Data Lake creates the virtual databases and collections you specified in your Data Lake configuration for the data in your URL. Data Lake also creates one partition for each URL in your collection. When you connect to your Data Lake and run queries, Data Lake processes your queries against the data and returns the query results.

You can use Atlas Data Lake to query and analyze a unified view of data in your Atlas cluster, S3 bucket, and at your HTTP URL. For federated queries, your Data Lake storage configuration must contain the settings that define:

  • Your S3, Atlas, and HTTP data stores.
  • Data Lake virtual databases and collections that map to your S3, Atlas, and HTTP data stores.
Example
{
"stores" : [
{
"name" : "<atlas-store-name>",
"provider": "atlas",
"clusterName": "<atlas-cluster-name>",
"projectId": "<atlas-project-ID>"
},
{
"name" : "<s3-store-name>",
"provider" : "s3",
"region" : "<aws-region>",
"bucket" : "<s3-bucket-name>",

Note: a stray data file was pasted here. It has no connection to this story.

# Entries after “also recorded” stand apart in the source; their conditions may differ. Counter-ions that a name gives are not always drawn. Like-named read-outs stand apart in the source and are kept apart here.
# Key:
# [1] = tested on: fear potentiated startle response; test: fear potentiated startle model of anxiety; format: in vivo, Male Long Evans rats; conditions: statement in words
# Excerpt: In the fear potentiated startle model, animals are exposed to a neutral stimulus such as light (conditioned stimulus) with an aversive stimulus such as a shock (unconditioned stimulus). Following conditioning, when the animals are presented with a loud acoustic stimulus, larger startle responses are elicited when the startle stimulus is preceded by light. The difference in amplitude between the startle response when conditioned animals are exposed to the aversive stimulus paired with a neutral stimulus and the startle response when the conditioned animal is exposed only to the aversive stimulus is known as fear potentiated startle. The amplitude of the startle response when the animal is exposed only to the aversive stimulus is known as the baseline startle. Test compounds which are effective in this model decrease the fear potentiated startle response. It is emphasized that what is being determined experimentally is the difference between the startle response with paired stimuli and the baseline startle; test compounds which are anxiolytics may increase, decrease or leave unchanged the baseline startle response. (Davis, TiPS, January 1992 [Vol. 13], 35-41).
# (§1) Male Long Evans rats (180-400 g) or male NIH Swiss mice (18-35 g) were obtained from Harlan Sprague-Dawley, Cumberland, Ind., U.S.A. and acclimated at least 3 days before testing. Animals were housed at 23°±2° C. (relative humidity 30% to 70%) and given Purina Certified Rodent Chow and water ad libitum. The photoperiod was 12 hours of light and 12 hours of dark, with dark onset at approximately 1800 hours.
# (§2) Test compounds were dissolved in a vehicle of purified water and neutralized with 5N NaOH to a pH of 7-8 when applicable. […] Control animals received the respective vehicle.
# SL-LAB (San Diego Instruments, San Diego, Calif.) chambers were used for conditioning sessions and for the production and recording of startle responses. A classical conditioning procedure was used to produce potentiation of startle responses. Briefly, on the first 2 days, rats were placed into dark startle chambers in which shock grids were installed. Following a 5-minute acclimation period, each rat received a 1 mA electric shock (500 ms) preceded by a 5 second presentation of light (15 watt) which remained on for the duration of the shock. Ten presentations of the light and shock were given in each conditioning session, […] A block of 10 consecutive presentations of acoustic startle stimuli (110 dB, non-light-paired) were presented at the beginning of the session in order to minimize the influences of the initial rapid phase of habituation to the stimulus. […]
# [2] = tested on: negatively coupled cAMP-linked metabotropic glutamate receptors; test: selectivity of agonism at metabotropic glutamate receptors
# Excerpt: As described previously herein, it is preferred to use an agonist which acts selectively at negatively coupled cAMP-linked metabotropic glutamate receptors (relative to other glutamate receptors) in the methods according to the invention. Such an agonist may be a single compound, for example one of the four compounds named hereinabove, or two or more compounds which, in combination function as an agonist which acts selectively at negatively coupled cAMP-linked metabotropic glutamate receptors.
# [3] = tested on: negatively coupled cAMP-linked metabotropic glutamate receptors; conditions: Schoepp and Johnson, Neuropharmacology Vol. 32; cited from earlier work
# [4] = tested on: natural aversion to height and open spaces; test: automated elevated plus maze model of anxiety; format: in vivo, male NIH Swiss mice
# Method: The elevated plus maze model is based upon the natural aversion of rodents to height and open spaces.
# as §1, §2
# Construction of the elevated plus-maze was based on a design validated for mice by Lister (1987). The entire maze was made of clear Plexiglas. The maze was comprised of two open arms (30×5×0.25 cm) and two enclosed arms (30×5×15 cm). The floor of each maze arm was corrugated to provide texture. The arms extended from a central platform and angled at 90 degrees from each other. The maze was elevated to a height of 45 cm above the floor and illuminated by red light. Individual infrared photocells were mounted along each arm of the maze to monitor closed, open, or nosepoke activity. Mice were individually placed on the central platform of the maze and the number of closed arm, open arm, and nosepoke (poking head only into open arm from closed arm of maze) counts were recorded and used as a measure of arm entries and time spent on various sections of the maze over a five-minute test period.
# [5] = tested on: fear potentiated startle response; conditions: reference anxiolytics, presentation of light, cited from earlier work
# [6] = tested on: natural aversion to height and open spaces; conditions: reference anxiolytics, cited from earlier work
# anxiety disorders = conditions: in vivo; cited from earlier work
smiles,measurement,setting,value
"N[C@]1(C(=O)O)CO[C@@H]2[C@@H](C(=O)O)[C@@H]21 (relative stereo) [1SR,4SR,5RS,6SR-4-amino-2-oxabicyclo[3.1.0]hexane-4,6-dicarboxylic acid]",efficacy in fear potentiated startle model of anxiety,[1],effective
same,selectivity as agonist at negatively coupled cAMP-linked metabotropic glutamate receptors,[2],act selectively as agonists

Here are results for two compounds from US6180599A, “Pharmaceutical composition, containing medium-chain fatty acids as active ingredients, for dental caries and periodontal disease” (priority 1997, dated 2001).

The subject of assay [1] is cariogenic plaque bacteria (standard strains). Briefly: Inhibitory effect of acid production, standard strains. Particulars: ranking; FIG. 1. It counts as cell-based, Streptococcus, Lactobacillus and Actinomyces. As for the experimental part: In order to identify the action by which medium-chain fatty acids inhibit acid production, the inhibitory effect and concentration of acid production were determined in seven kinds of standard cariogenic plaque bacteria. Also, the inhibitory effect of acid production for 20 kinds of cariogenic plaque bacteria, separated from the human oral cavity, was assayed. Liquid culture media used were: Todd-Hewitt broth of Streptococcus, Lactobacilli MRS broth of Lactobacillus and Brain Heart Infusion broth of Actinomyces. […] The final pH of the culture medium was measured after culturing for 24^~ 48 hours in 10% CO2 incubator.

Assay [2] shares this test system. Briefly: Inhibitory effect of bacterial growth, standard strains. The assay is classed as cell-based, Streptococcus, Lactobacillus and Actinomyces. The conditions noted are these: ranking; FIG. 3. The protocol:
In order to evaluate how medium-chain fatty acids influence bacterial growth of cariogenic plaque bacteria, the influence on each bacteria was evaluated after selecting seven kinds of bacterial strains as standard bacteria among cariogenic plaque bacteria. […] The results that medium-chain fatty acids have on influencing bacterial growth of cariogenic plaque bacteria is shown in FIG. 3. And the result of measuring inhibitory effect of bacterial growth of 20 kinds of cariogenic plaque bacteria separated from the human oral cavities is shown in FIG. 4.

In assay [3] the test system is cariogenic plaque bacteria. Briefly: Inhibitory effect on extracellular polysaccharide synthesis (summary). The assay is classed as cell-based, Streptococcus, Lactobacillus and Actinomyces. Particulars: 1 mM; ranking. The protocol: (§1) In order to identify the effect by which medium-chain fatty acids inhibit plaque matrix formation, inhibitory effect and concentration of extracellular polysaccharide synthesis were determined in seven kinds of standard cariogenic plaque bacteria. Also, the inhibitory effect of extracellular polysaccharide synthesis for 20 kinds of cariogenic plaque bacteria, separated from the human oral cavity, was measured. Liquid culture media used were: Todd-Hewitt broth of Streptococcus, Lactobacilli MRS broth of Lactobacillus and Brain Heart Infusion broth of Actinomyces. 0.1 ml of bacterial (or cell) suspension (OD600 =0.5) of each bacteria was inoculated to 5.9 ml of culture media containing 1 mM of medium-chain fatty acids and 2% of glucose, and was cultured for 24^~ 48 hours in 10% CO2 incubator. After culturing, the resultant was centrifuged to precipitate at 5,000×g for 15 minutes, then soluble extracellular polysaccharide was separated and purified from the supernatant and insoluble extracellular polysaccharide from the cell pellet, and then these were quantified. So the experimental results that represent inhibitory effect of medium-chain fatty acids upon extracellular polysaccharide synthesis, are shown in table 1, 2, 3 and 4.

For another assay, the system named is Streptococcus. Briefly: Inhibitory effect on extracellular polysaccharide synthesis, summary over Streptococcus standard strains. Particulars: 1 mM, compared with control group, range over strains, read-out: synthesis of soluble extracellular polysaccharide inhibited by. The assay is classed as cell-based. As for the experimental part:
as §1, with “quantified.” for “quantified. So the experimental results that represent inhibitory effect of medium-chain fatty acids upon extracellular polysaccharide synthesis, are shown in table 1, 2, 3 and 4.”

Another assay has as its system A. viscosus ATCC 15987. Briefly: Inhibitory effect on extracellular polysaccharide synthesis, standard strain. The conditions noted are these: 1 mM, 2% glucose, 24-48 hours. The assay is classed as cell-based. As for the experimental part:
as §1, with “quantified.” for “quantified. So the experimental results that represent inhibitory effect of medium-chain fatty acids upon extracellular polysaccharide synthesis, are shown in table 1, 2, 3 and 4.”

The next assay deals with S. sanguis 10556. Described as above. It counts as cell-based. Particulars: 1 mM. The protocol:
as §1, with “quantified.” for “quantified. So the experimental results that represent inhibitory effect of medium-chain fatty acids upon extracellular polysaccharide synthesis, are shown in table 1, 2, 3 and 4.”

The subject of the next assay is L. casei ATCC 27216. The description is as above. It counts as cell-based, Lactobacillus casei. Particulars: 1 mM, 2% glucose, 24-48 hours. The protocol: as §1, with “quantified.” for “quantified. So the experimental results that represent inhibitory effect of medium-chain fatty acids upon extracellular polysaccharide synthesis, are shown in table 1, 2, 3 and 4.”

"prefix" : "<file-path-prefix>",
"delimiter" : "<path-separator>"
},
{
"name" : "<store-name>",
"provider": "http",
"urls": ["<url>"],
"defaultFormat" : "<string>"
"allowInsecure": <boolean>,
}
],
"databases" : [
{
"name" : "<database-name>",
"collections" : [
{
"name" : "<collection-name>",
"dataSources" : [
{
"storeName" : "<atlas-store-name>",
"database" : "<atlas-database-name>",
"collection" : "<atlas-collection-name>"
},
{
"storeName" : "<s3-store-name>",
"path" : "<path-to-file>"
},
{
"storeName" : "<store-name>",
"urls" : ["<url>"],
"defaultFormat" : "<string>"
"allowInsecure" : <boolean>,
}
]
}
]
}
]
}

To learn more about these settings, see Data Lake Configuration.

When you connect to your Data Lake and run federated queries, Data Lake combines data from your Atlas cluster, S3 bucket, and HTTP store in virtual databases and collections and returns a union of data in the results.

Error: We are currently experiencing increased query processing wait times for Atlas Data Lake. Our Engineering team is investigating. Normal service will resume shortly, please try again.

Atlas Data Lake returns this error only when Atlas Data Lake can't execute queries because of resource contention. We recommend that you run your queries again.

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On this page

  • Querying Data on S3
  • Querying Data in Your Atlas Cluster
  • Querying Data at a HTTP or HTTPS URL
  • Running Federated Queries
  • Toubleshooting